In our previous interview, you told me that you had planned to incorporate sensors in the lighting system that measures ambient light, motion, and air quality. Is this the new sensor that you’re speaking of?
JL: The solution that we are providing on the commercial side has the ambient light and motion sensor built in. Air quality relates to airflow control, so it is linked more to other systems.
Your product is connected to the smartphone of the person, is that correct?
JL: The phone is an integral part of this equation. It allows us to use the smartphone’s geolocator as one of the key drivers in our automation and optimization.
Where do you see your business going in the next 12-18 months?
JL: I see tremendous opportunities in structuring turnkey packages for various verticals such as restaurants, schools, offices, and car parks. The ROI proposition is worthwhile, and the government is mandating change. For example, the schools in Hong Kong are mandated to reduce energy consumption by 5% year over year. They have no idea how to do this. We will be able to show them solutions to do this quite easily.
You are more or less a system integrator yourself?
JL: Yes we are, but we’re also much more. We have an active say in the functionalities of the hardware that we integrate, as we use our own brand.
Do you have any preferred partners that you have in terms of partnership deals, or partners you usually work with?
JL: We have usually worked with utilities before, but we have found that they move quite slow. We are now working with partners with large properties such as commercial real-estate management (Science Park, Malls, etc.) and school boards. As for manufacturing, we get access to some of the best factories in the world, so we are quite blessed in having short product development cycles.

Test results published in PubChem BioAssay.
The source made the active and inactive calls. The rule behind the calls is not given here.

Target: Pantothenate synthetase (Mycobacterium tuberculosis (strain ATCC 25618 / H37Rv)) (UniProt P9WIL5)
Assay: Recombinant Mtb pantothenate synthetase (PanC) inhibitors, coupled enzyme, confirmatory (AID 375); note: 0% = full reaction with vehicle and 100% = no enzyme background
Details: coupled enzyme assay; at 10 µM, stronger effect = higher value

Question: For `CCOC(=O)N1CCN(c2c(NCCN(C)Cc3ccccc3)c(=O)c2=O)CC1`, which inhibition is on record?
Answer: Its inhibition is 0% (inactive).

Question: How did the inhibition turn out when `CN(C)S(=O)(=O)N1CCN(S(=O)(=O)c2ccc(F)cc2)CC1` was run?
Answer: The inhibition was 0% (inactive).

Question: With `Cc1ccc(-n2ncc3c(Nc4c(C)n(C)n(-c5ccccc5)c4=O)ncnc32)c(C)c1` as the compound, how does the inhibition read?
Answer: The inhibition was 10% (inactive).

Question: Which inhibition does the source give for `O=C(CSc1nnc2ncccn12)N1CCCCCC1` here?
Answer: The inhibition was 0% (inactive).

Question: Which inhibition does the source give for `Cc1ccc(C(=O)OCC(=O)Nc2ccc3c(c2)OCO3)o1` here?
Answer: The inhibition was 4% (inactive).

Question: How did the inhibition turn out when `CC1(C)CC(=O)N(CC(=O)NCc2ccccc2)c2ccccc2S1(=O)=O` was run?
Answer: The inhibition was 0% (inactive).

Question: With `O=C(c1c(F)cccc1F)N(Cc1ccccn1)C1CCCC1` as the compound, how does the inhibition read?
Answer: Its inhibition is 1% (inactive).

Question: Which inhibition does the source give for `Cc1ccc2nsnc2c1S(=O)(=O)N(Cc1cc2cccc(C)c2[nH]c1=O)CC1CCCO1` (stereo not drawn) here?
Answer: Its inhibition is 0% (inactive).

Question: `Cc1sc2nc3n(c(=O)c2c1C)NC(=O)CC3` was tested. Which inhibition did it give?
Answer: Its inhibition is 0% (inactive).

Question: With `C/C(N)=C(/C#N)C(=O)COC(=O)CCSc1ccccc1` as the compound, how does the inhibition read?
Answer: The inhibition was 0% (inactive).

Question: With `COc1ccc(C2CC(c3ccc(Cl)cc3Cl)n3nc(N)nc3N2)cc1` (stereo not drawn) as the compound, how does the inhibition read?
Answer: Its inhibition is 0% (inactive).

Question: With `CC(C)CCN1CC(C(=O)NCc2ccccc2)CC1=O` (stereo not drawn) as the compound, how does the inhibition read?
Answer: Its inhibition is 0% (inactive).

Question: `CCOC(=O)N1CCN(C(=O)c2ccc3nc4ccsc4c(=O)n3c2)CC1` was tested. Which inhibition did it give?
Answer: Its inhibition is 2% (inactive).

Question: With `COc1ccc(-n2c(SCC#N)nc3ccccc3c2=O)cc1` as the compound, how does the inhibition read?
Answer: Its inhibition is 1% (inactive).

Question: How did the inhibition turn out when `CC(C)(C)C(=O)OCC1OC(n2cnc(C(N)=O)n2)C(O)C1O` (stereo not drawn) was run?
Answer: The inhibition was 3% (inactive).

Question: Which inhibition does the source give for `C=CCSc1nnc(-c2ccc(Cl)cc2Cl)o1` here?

Where do you see this whole IoT, or connected devices trend, going in the next 3-5 years?
JL: A better value proposition needs to be presented to the end user in order for many of the businesses to become sustainable. Right now, many connected devices are fancy remote controls that allow you to turn things on and off from your smartphone, and many big data solutions are simply collecting huge volume of data. We need to make better use of the connectivity and conduct more relevant data analyses. We need to generate “actionable insights” and better optimization through automation.
Where do you think IoT can deliver the clearest value proposition to a business customer? For consumers?
JL: For businesses, energy savings is a key factor. However, they also want to make their properties stand out to maximize revenue. In another sense, they are also interested in playing around with the environment and measuring that against productivity and creativity. For consumers, the major point would be comfort, with energy savings as an added bonus.